When you’re going camping with your family, there are a couple ways to make things easier, including bringing comfort foods, practicing your set up, and lastly, having family camping activities to divide up the time, so no one can complain about boredom. A bored trip is a bad trip. So here are some of my best tips to keep your family quality time going strong and going long.
Location attractions and venues
Some outdoor destinations have special areas already designated for certain activities. Some even have the amenities ready for rental, which can be very attractive for a family campers that doesn’t do that activity much. Some ideas are canoeing or boating, fishing, burro riding or horse riding, or swimming. To find out what your site location offers, check their website, or even ask some of the locals at sporting goods stores.
Bingo is a great way to keep youth engaged and observing all of the wonders of the non-city life around them, from animals to droppings to plants. If you’re familiar with the area, all you need to do is fill out some printable bingo cards with the names or perhaps even pictures of the local wildlife and foliage. Or, perhaps the “found!” sticker is a picture they drew themselves. If you’re not familiar, use the local nature websites or guidebooks or even brochures as a guide. If you can’t find that either or if you’re just short on time, try more generic things that most outdoor nature settings will have, such as squirrels or ants.
For a non-competitive twist, try just a list of things to be found – this would be called a scavenger hunt, instead. A second twist on this game is called “I Spy”, and players will say the phrase “I spy with my little eyes…”, and then begin to give clues about what they spotted until someone is able to guess correctly what it is.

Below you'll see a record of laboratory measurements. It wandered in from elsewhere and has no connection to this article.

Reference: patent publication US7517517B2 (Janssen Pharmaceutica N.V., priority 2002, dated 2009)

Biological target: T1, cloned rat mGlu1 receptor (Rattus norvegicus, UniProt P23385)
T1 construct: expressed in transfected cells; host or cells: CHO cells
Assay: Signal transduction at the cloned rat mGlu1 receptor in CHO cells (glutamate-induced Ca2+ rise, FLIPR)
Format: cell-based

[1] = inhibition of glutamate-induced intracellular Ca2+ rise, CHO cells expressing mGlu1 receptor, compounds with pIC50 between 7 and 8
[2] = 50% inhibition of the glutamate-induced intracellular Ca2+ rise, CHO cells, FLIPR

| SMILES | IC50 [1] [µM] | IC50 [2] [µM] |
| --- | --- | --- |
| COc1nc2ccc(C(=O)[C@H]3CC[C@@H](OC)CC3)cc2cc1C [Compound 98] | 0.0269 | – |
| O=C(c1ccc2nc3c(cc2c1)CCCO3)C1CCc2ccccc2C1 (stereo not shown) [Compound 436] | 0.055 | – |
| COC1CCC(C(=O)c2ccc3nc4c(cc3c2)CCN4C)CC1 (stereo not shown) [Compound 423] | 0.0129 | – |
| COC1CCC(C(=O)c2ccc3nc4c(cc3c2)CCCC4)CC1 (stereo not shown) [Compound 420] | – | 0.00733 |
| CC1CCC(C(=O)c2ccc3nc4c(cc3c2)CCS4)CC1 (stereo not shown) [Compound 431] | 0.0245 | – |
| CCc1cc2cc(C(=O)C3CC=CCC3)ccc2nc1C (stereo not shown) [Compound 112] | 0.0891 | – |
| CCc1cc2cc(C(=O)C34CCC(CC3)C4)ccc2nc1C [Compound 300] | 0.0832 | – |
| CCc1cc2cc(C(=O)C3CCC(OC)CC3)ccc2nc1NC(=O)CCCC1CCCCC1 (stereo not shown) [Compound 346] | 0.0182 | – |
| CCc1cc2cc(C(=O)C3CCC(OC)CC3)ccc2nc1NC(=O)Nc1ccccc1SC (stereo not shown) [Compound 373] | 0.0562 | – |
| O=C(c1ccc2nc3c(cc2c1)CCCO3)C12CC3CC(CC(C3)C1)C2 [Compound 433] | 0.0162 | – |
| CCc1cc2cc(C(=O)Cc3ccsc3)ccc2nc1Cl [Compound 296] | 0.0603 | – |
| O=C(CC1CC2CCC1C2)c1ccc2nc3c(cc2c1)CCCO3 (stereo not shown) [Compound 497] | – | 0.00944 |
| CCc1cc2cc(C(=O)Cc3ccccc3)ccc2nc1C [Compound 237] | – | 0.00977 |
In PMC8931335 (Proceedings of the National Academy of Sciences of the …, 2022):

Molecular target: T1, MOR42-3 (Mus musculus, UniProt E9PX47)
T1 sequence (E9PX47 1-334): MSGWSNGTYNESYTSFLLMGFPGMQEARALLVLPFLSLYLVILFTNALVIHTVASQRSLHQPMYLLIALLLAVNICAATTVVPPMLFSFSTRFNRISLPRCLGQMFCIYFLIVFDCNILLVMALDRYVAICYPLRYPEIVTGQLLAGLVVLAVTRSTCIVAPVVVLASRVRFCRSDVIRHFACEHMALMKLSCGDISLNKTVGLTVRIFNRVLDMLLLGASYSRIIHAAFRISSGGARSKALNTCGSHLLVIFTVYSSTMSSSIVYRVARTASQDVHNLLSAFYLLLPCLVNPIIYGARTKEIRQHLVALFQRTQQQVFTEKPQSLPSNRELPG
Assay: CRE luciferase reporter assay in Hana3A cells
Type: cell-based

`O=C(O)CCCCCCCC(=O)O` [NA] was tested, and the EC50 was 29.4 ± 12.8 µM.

Another idea is to bring your favorite sports equipment and to have a game or two while you are outdoors. Some sports are easily portable, like tossing a football around, or even volleyball with the portable tie-anywhere volleyball nets. Some other ideas are Frisbee, tag, capture the flag, or tug of war. All of these activities have nighttime variants for different twists, such as glow-in-the-dark face-paint or accessories, or even flashlights. .
Map & compass
Have you heard of orienteering? It’s where people find their way to checkpoints using a map and compass. This could be a great survival skill to train. If you have a map or brochure of the area, most of your work is done for you already. There are many clubs who do orienteering as a group activity, perhaps some of them even have free materials you can borrow for your family.
An up and coming outdoor activity is called geocaching – where people hide and retrieve miniature treasure troves carefully hidden. You’ll want to look for websites on your local camping area to get started, as they’ll come with guides and tips. More importantly, the website will list caches that already exist so that you can go and find them – you might be surprised at how many caches are around you already.
The campfire and campfire story time